11 JANUARY 1963, Page 5

The Image of Latin America

By J. HALCRO FERGUSON IN recent years the advertising profession has persuaded not only business firms but entire nations of the importance of projecting a favourable public image. In the nineteenth cen- tury the British were sublimely indifferent to being pictured abroad as top-hatted, supercilious, domineering milords or plump parvenus sending children down mines or up chimneys, and the Germans were quite happy to be associated with beer, sausages, Pickelhauben and duelling scars.

Today all that has changed and every nation employs experts to destroy old images and to set up new ones in their place—or at least to choose and refurbish the most convenient of the originals.

One part of the world, however, has signally failed to keep up with the Joneses in this respect, and that is Latin America. Few intelligent Britons today think of Frenchmen as wearing narrow top-hats and pointed beards, and yet they happily accept the belief that sophisticated citY-dwellers in South America wear the same sombreros as Mexican peasants—a belief en- couraged by recent BOAC posters (they do wear sombreros, of course, since the Word merely means hat). Nobody imagines that the Japanese behave like characters in The Mikado, but the myth of perpetual Latin Ameri- can gaiety still persists—a week'of carnival once a Year in two Brazilian cities has become in Popular imagination a conga-line stretching from Mexico to Cape Horn. To misconception is added plain ignorance. Most educated people today know that Conakry is the capital of Guinea, but few could place Bogota in Colombia, although it has been there for 400 years, which is probably more than Can be said of Conakry. The biggest misconcep- tion of all is that Latin America is not a con- tinent but a country, perhaps on the analogy M South Africa, or at any rate that Paraguay could be swapped round with Uruguay without anybody noticing. , The field of misconception is so vast that it Is hard to know where to begin. Perhaps most itnportant is the general belief that life for be ordinary person is more likely to be beset riot and revolution in Latin America than anywhere else in the world. Algeria, the Congo !n.d Laos should have done something to correct 'Ins lack of perspective, but apparently they haven't.

In fact, over the last fifty years life in most _Parts of Latin America has been far more secure Ibilan in most parts of Europe. This was forcibly !might home to me three years ago on a visit the Dominican Republic—then still under the till ctatorial rule of 'El Benefactor,' the late Rafael ruiillo. I was present at the meeting of the two ol ,,,cI business acquaintances, Herr Biermann, of ■ -2erroanY, and Seiior Espaillat, of the Dominican 5ePubl1c, who. had not met since 1911. The illl.vntninican commiserated with his friend on .h,mg in such a dangerous place as Europe. Herr '3t rmann looked surprised and said Europe was al311nright, upon which Sefior Espaillat exploded, n. ut my God, man, you've had two World Wars attlee we last met.' It would be idle to deny that Latin America has experienced considerable turmoil, or that it is now going through a period of political, economic and social change that can make life uncomfortable and sometimes dan- gerous. But for the ordinary non-political citi- zen, life, though more liable to be hard than gay, has within living memory been safer than anywhere in the Old World except for Scan- dinavia (and both Norway and Denmark ex- perienced a German occupation).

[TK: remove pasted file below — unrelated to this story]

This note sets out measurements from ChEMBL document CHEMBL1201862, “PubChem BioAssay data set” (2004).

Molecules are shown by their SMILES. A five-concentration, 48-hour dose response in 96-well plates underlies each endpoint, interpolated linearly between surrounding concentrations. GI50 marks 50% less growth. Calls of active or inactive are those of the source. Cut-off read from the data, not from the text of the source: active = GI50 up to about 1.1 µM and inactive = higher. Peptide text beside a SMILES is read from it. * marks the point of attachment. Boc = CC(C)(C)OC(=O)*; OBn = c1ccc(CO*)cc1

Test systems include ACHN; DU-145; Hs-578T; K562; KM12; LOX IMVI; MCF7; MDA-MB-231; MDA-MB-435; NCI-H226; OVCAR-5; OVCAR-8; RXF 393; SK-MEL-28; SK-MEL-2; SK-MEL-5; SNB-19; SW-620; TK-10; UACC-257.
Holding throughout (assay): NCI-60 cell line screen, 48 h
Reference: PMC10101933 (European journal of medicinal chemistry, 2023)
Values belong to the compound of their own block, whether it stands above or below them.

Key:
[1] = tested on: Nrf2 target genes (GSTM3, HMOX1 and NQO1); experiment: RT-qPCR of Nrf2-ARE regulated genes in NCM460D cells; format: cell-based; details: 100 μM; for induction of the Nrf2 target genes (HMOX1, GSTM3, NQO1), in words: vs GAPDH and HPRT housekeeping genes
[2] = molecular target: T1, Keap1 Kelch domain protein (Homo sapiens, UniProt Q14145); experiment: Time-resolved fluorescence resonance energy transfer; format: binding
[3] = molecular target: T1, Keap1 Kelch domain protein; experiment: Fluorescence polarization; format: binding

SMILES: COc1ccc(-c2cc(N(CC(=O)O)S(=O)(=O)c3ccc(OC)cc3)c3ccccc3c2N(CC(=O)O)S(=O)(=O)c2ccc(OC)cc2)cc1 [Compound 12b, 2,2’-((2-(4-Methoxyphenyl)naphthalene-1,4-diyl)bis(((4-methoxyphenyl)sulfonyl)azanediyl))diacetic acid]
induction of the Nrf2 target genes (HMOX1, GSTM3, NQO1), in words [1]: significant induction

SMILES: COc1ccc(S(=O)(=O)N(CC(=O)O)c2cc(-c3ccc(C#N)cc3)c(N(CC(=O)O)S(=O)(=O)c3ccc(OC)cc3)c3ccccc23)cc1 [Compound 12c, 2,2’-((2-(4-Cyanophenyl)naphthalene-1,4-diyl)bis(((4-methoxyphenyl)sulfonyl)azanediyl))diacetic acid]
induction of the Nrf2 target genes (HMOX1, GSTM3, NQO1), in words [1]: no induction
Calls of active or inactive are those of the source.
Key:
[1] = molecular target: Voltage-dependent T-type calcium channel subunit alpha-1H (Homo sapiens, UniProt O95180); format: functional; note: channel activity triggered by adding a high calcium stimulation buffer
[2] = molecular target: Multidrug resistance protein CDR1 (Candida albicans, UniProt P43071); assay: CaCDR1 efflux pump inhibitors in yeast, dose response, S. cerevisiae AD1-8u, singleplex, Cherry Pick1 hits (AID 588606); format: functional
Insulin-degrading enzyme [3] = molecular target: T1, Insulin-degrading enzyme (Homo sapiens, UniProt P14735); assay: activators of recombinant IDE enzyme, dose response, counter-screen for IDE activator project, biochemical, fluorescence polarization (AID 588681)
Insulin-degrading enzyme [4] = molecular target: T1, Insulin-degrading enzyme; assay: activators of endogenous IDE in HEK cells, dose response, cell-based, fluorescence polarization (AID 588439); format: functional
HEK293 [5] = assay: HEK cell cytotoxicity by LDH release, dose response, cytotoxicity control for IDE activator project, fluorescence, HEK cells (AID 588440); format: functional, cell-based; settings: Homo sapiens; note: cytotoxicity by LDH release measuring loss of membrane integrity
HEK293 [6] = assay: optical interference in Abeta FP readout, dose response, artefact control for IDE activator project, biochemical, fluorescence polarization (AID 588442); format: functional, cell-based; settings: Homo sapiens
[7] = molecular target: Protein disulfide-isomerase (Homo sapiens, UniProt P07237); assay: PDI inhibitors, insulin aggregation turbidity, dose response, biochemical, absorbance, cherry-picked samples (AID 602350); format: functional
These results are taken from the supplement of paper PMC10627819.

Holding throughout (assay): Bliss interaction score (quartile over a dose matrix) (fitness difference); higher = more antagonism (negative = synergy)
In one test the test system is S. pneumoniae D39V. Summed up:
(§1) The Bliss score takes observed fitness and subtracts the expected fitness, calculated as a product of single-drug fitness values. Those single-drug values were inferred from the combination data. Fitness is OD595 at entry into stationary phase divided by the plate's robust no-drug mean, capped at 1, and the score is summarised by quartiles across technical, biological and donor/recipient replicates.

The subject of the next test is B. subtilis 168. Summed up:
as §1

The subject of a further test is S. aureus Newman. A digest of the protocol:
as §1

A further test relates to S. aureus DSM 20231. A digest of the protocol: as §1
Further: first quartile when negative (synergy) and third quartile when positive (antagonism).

A more recent image has now been super- imposed on that of gay, revolutionary Latin America. This image, largely created in the popular mind by television, is of a continent divided between the idle rich on one hand and the peasants and slum-dwellers on the other, with nobody in between. Pictorially, of course, this is a gift to the TV teams—contrast the penthouses of Copacabana with the favelas on the hills be- hind, take a shot of the stately Plaza de Armas in Lima and follow it by one of Indians search- ing for sustenance on the municipal rubbish dump.

There is more truth in these contrasts (the gap between rich and poor is the most dangerous factor in Latin America today), but it is still only a partial truth. Unfortunately, however, there is nothing very photogenic, shocking or romantic about the miles of middle-class suburbs which surround almost every Latin American city: the working-class districts of Montevideo with their corner bars and local grocers; the commuter trains coming into Buenos Aires in the rush hour; the innumerable Edwardian houses with their patios and tiled floors. There is nothing exciting or strange about the lives of bus drivers, postmen, clerks, pharmacists, civil servants, secretaries, electricians, shopkeepers, schoolteachers, nurses, doctors, TV technicians, neswpapermen or cafe proprietors.